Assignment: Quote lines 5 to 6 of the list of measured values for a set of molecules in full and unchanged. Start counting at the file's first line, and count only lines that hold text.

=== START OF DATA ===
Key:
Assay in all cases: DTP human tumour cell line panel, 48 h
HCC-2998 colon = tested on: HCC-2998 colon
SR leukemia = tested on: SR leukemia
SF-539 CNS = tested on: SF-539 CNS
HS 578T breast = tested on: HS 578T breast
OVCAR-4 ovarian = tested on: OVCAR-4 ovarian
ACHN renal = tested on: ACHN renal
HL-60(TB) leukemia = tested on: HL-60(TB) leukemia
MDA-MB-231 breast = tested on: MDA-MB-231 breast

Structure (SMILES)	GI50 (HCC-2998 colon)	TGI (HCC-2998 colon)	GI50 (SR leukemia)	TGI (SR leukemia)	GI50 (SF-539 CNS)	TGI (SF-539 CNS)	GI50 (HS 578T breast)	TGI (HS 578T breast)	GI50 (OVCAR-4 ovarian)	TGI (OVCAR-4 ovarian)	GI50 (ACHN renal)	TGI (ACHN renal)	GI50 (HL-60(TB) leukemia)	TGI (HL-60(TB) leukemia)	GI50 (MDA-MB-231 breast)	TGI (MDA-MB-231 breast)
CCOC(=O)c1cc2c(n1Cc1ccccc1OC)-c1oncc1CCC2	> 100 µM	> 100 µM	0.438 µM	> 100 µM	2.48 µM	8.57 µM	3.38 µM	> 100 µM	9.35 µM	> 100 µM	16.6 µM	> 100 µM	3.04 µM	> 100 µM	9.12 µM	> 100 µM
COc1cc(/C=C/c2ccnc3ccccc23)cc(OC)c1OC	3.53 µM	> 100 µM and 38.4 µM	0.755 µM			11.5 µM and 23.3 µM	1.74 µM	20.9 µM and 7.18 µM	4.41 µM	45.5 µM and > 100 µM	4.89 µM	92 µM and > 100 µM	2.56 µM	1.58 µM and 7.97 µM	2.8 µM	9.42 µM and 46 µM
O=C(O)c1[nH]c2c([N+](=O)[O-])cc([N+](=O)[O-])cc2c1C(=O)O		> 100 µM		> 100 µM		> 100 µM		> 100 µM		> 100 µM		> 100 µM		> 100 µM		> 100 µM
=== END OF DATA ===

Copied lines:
SF-539 CNS = tested on: SF-539 CNS
HS 578T breast = tested on: HS 578T breast